Differentiating a Word Work center isn’t an easy task. However, we know that differentiation is a must in order to meet the needs of the students in our classrooms. A kindergarten classroom alone can have a group of students that are working on letter sounds, a group of students that are working on blending CVC words, and a group of students that have moved on to harder phonics skills. As a teacher, you may find yourself running to the copier to make a copy of practice pages for different level of skills. In this kit, you will find what I have found to work in my personal classroom for my Word Work center.
Let’s begin by defining what a Word Work center is and the goals you should have as a teacher for that center. Word Work Centers are the building and breaking apart of words to help students understand the construction of words. Students need repeated practice to become familiar with phonics patterns found in words. Students also need exposure to high frequency words that are found within a text. Word Work should not replace a focused phonics instruction, but allow students opportunities to manipulate words with hands-on activities that are engaging. As a teacher, your main goal is to allow students to become familiar with phonics patterns and practice building those words.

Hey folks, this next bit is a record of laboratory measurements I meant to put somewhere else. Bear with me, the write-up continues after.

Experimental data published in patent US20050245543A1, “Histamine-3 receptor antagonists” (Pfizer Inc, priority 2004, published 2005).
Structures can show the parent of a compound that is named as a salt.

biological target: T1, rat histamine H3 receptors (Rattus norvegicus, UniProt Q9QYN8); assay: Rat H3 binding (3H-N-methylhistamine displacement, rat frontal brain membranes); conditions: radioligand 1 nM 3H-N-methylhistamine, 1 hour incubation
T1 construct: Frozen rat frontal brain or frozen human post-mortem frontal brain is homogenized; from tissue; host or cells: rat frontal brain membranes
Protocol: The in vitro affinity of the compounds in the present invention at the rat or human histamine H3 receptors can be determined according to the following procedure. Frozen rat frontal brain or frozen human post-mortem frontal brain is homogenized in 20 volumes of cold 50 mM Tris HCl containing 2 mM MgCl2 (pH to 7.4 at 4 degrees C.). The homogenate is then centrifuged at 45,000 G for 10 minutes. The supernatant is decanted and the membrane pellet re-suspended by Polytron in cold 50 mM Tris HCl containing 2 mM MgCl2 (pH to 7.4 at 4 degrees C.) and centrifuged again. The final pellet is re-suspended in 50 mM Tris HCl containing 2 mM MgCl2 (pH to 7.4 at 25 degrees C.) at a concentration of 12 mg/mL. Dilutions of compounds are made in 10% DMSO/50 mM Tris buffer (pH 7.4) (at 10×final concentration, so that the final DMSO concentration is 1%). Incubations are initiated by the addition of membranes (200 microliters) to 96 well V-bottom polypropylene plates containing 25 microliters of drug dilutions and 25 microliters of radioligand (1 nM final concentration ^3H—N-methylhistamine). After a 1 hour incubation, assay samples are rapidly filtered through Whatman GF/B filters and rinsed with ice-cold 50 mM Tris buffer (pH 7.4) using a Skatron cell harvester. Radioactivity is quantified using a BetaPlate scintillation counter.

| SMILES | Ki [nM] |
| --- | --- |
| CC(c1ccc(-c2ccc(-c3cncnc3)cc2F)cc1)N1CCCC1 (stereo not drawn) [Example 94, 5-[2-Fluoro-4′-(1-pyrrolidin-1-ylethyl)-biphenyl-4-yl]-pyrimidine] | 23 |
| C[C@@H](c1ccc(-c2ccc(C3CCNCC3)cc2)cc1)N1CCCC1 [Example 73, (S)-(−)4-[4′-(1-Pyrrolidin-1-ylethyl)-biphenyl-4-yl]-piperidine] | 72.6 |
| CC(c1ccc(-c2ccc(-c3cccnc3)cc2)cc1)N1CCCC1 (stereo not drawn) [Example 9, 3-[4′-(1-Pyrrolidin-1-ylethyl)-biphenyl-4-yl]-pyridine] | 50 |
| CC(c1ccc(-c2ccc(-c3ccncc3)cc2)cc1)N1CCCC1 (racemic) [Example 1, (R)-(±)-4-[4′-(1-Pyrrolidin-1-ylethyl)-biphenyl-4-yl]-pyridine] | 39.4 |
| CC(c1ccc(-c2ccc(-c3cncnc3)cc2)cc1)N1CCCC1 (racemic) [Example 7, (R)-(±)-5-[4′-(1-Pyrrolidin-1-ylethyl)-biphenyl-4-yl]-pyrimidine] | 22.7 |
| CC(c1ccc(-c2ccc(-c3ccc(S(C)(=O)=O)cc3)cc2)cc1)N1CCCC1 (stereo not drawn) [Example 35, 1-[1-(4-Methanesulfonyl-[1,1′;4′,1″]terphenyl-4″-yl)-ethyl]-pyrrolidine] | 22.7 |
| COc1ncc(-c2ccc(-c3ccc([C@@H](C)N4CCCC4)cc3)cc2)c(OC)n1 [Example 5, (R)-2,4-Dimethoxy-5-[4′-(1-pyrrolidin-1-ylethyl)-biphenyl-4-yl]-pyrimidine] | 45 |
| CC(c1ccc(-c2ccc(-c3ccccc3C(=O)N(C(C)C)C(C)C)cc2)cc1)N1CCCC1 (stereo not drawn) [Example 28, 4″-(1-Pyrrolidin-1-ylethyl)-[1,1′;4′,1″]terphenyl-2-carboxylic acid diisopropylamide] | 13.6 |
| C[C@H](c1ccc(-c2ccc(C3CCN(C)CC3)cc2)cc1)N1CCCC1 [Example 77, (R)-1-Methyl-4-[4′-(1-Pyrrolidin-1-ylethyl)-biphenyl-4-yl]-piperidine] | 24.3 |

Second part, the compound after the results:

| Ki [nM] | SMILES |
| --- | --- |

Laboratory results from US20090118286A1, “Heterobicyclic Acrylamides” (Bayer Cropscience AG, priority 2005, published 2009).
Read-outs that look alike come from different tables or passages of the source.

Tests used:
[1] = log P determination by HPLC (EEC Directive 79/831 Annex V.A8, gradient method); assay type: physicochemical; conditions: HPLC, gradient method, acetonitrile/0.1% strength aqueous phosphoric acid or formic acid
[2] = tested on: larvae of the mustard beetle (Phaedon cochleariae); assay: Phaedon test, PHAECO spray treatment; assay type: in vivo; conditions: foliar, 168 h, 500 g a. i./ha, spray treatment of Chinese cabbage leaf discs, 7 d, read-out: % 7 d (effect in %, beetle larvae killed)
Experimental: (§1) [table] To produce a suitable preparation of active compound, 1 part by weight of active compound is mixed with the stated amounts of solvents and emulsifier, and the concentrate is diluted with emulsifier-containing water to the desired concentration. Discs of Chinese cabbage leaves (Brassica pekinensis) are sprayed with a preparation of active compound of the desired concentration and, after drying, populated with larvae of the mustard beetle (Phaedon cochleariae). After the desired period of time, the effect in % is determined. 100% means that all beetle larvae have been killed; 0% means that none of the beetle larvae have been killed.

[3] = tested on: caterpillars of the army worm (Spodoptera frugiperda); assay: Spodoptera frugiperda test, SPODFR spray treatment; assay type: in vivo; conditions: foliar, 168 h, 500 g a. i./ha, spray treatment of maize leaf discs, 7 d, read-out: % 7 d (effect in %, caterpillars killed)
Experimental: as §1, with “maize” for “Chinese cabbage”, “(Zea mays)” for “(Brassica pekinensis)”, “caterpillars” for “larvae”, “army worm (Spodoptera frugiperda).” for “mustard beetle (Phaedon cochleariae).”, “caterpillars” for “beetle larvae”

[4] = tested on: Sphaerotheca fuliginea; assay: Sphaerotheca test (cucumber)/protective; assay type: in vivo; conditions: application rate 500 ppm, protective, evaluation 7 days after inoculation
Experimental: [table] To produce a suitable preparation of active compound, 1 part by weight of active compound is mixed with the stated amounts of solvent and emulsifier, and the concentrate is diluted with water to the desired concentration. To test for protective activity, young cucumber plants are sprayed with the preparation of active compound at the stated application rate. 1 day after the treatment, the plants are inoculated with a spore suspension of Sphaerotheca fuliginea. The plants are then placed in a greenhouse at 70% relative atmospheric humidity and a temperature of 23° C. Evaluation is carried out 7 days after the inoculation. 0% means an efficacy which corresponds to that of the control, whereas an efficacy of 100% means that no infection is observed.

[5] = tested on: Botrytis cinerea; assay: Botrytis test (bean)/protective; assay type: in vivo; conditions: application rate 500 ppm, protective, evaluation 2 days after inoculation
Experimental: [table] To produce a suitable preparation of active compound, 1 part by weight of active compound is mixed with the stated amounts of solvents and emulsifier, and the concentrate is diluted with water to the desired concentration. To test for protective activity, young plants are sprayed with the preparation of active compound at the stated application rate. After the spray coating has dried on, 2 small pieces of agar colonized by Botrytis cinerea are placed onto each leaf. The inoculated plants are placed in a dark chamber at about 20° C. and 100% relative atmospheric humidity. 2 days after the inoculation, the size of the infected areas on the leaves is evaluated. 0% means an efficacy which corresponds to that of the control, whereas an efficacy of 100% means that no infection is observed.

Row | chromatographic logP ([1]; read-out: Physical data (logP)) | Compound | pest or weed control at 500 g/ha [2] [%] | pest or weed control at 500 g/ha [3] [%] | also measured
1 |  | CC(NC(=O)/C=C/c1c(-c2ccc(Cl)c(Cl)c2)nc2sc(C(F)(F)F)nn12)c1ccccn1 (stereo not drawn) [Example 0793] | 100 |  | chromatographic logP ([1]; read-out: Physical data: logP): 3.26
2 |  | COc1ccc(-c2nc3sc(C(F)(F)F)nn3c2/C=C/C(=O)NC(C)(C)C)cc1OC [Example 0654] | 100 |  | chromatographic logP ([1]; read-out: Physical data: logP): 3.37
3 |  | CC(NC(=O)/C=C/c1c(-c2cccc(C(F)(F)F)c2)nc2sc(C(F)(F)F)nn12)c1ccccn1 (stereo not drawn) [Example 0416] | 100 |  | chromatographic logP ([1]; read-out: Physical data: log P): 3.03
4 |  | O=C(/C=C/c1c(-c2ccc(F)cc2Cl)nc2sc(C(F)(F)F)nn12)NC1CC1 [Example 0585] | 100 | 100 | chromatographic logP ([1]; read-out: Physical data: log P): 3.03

IN THIS KIT YOU WILL FIND 4 SECTIONS.
*The Word Work Kit set up, shopping lists, and troubleshooting.
*The Word Word Kit Center Guide: Explanation/list of center ideas and any work mats that may be needed.
*Differentiated Word Lists: Each list is divided into clickable links for easy printing.
*Editable Word Lists for word lists with 5, 10, 12, 15, and 20 words.
*Word Lists with touch dots to be used in small group for accountability and phonics practice.
*Editable Small Group Lists with touch dots
76 word Lists cover: cvc word families, vowel pairs, long vowel, r-controlled, ing, ang, ong, ung, ch, sh, th) However, if you have word lists outside of this, you can make your own lists. :-)
? Try out #thesightwordkit
This sight word system was designed to help you easily manage teaching sight words throughout the school year. Different schools and districts have different requirements and lists for teaching sight words. This unit is completely editable to help you fit your school’s requirement for sight words. Assessments, activities, and flash cards are easily customizable to fit your needs.
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Thank you to Chalk and Apples for this fabulous tutorial. If you still have questions after watching this tutorial, you may email me at firstname.lastname@example.org
View the tutorial here!